Study shows rate of sudden cardiac arrest in young people exceeds the demographic’s road toll


Pictured above: Dr Elizabeth Paratz

A Melbourne-led study has found that sudden cardiac arrest is under-recognised in younger people.

The research has helped to identify particularly at-risk and vulnerable populations. These groups include the young, people living with schizophrenia and people using illicit drugs.

St Vincent’s Hospital Melbourne was a lead clinical trial site for the three-year study that used big data to track patterns in patients across the state who experienced cardiac arrest. “Sudden cardiac arrest affects about five times as many young people as the road toll,” said Dr Elizabeth Paratz, a Cardiologist at St Vincent’s Hospital Melbourne and the lead investigator of the study.

“During the study period we identified there were about 750 cardiac arrests in Victoria each year affecting people under 50.” 

The study, which was conducted in collaboration with the Baker Heart and Diabetes Institute and University of Melbourne, identified non-cardiac causes such as pulmonary emboli, metabolic causes or intra-cerebral bleeds for cardiac arrest account for almost half the number of sudden cardiac arrests in young people.

It also recognised that coronary disease, traditionally thought to be more prevalent in the aged, is a common trigger in people under 50 who experience sudden cardiac arrest. 

The research is now being used to assess innovations to reduce the frequency of sudden cardiac arrest and improve its management. 

“Recognising that not all cardiac arrests are due to a primary heart problem was a very important finding in terms of planning our prevention and management strategies,” said Dr Paratz.

The bigger picture

A world-first time-use analysis was performed as part of the study to determine other activities sudden cardiac arrest patients engaged in as part of their everyday routine.

“Our most recent paper shows that a quarter of young Australians have multiple reasons why their heart may have stopped, which was quite an important finding for us because in the past it was thought the arrest was triggered by just one cause given the individual was generally perceived as young and healthy,” said Dr Paratz.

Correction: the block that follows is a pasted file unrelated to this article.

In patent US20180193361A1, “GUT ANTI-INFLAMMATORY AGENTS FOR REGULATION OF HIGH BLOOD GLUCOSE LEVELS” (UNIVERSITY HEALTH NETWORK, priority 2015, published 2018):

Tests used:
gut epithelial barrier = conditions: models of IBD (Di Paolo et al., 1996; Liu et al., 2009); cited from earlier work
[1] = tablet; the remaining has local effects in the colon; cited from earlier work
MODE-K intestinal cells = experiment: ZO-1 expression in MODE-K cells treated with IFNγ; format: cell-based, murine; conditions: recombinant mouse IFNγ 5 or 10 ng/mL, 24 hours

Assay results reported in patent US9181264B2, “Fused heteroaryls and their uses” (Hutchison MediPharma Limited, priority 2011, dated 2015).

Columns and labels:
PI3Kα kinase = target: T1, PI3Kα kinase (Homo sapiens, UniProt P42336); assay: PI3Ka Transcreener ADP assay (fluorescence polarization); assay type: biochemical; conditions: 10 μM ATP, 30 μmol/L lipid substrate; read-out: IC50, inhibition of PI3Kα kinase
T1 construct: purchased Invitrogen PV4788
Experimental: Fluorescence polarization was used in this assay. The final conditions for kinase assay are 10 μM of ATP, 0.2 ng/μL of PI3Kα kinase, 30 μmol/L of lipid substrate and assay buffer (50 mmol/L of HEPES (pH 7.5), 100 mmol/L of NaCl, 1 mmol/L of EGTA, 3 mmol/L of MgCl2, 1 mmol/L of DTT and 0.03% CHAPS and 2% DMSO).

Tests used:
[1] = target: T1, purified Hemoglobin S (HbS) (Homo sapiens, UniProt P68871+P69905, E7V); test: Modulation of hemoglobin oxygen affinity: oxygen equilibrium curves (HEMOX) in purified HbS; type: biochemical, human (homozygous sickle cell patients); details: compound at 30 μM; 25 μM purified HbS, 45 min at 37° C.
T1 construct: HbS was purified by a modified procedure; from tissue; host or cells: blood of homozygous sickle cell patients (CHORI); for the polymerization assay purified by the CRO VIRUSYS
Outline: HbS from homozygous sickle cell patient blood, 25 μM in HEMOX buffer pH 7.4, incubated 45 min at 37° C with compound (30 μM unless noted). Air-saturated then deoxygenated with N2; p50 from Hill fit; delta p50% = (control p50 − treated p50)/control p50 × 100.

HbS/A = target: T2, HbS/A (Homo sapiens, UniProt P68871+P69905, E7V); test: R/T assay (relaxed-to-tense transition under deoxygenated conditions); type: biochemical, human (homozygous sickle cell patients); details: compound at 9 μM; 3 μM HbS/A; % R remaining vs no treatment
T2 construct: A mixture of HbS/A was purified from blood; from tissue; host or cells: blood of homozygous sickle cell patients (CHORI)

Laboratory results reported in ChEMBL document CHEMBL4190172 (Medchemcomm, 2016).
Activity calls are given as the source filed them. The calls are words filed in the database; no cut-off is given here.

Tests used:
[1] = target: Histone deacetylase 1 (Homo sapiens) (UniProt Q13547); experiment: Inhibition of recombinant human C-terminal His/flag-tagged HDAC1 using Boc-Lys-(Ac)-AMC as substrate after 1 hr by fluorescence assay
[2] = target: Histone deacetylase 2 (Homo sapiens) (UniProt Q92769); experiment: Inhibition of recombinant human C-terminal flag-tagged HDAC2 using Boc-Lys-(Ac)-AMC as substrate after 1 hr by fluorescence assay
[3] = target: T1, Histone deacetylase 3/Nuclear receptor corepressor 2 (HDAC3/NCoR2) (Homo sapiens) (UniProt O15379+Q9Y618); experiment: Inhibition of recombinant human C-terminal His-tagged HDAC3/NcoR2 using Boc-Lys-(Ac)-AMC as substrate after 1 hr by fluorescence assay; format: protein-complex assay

“This has helped reframe our understanding of sudden cardiac arrest and our interventional strategies. It tells us that when someone’s heart stops, we shouldn’t just do some investigations and stop there, we need to be doing comprehensive evaluations to capture the full gamut of underlying causes.”

These could have relevance for surviving members of the family when there are genetic issues at play, she explained.

“I am very excited that high-quality big data has the power to allow us to see the big picture and tease out unique patterns that will allow us to take the next step in improving outcomes and reducing the burden of cardiac arrest.”

National registry hones in on risk factors

As a key research outcome, Dr Paratz has helped lead and set-up a first-of-its-kind state-wide registry together with Professor Andre La Gerche, a Cardiologist at St Vincent’s Hospital Melbourne.

This registry is helping highlight valuable information that can be used to assist in identifying the risk factors of sudden cardiac arrest.

The Unexplained Cardiac Death registry links ambulance, hospital and forensic data in all cases under 50 to provide a complete overview of patient journeys throughout their cardiac arrest admissions and investigations. Currently it captures data from 2019 to 2021 and work is progressing to turn it into the world’s biggest cardiac arrest registry by expanding it to retrospectively capture 20 years of data.

International collaborations are now underway following the registry’s inception with the Melbourne research team currently supporting colleagues in Germany to set up a similar registry model.

“We have also started sharing some of our data with research teams in Denmark and Spain to determine global variations in data patterns and form even larger registries that can potentially have greater and far-reaching impact,” said Dr Paratz.